Shopping Day!

So do your part and get to clicking! As people maybe have thought about the things they are thankful for in the last couple of days I had a thought about people also being very worried about their financial situations. How many people have mortgages that are too big, are over extended on credit cards and whatever else you can think of? As you can maybe tell by my thoughts about portfolio management I am very conservative (I think) with personal finance issues. We paid off our small mortgage in Prescott very quickly, have not had a credit card balance since 1992 or 3 and the mortgage on our Hilo house is not even 20% of our income. This sort of approach prevents most problems from ever happening. Similar to my portfolio is down 40% now what do I do, waking up one morning and realizing there is not enough money for the bills is a bad place to be. That is the crux for living below your means. Some people do thrive on that sort of stress, I want no part of it. Different subject. I first made mention of the dollar’s status as world reserve currency changing in some way in 2004. Now four years later the path to this is easier to see (it may not happen of course but things in the US have deteriorated mightily). Here is a snippet from the FT on Thursday about the yen possibly filling that role. I’m not sure what I think about the likelihood of yen becoming a world reserve currency just yet as I believe the vast...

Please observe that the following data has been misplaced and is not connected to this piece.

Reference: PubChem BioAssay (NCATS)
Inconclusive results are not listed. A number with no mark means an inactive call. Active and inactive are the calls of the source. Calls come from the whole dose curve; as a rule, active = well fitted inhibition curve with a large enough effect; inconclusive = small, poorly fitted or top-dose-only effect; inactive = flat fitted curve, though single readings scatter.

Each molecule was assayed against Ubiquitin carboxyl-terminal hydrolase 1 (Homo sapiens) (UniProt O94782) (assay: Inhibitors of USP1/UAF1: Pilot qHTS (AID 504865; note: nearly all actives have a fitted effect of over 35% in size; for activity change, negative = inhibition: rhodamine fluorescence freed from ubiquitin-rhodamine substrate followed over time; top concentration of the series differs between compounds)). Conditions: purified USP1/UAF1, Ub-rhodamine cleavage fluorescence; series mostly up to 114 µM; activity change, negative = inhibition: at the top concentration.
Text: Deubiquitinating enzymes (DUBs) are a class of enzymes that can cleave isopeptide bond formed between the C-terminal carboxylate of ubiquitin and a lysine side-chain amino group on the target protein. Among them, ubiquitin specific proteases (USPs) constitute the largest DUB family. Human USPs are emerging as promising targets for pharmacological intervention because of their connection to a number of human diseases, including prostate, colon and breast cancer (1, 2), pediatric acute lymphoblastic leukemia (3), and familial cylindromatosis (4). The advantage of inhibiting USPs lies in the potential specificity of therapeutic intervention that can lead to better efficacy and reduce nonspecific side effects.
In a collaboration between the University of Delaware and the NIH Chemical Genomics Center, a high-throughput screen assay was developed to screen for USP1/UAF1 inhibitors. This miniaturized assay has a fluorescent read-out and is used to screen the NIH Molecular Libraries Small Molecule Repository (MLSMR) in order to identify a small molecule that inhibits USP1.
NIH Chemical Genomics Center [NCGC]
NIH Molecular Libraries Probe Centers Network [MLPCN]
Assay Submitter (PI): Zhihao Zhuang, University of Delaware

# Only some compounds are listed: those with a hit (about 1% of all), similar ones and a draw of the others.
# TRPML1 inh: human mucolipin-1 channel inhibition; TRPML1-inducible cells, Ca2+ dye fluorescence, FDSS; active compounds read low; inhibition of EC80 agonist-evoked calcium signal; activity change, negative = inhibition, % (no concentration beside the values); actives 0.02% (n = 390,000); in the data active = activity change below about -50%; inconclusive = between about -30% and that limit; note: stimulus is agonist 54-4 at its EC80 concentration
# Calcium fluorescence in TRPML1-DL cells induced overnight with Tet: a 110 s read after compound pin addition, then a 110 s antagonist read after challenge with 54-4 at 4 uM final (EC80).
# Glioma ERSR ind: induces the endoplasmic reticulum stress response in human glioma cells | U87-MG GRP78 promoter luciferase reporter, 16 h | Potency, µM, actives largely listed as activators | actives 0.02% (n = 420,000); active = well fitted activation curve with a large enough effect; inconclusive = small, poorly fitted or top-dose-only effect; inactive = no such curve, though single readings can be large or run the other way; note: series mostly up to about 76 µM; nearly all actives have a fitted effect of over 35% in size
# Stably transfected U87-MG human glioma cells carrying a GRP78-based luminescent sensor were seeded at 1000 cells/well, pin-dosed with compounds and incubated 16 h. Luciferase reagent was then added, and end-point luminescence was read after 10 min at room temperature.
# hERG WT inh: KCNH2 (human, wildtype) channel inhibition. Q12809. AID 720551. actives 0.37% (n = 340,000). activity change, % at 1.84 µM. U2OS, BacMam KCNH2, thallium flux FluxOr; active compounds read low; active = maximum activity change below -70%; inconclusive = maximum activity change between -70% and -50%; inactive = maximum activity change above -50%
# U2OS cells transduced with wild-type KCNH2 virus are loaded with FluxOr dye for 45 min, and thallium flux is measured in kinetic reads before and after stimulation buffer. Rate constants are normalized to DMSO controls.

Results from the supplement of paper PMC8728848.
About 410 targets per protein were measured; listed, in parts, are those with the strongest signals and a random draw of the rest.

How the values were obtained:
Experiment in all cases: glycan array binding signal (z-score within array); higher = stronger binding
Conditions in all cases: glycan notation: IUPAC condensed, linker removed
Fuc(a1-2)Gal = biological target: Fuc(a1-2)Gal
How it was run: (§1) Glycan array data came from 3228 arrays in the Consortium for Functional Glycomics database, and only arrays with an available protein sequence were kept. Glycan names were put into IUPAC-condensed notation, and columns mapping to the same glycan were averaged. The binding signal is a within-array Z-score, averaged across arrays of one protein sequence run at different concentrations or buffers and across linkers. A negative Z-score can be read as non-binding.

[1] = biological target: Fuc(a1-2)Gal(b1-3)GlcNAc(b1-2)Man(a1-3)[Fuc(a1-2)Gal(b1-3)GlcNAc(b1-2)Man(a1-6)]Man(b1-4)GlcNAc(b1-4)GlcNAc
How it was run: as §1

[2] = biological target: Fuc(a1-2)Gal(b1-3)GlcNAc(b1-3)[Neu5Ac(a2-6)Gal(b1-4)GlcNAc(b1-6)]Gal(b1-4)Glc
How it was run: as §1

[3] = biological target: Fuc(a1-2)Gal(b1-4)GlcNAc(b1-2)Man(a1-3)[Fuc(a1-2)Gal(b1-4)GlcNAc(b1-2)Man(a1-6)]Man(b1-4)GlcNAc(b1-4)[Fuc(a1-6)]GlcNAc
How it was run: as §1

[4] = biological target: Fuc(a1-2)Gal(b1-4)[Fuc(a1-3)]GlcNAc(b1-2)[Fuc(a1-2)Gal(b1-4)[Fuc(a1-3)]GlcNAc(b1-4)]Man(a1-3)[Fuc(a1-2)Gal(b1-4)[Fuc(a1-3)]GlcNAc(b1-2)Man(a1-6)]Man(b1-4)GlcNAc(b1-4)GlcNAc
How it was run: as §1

Big Big News…

…We’re moving here! Just kidding. A reader left a question asking about the implosion with Macquarie Infrastructure Trust (MIC), which until very recently was close to an across the board holding, and if there are any implications for, as the reader put it, absolute return. I’ll expand his thought a little to ask about implications for investment products that either should be in their own world or otherwise be a portfolio diversifier. If you care about MIC specifically read the news, also reader RW gave a recap in the comments yesterday. Bigger picture MIC, along with other similar products require access to the capital markets to buy assets and they also need the capital markets to function for them to sell assets, these are transaction oriented businesses often using a lot of leverage. Another layer of complexity with Macqaurie is that they have many many funds listed all over the world with similar a structure and so there has been doubt about the parent bank’s health. Yet one more layer is that Babcock and Brown (BNB.AX) which has a lot of similarities to Macquarie has dropped to about zero. Under all of that MIC just collapsed. As far as implications for portfolio diversfiers; a couple of points I’ve tried to convey is understanding what any of these that you are interested in are vulnerable to and not overloading on things vulnerable to the same risks. MIC is vulnerable to leverage issues and not being able to buy and sell assets. To me that sounds very similar to many of the Canadian trusts (like the hydro funds). That is a...

Big Big News…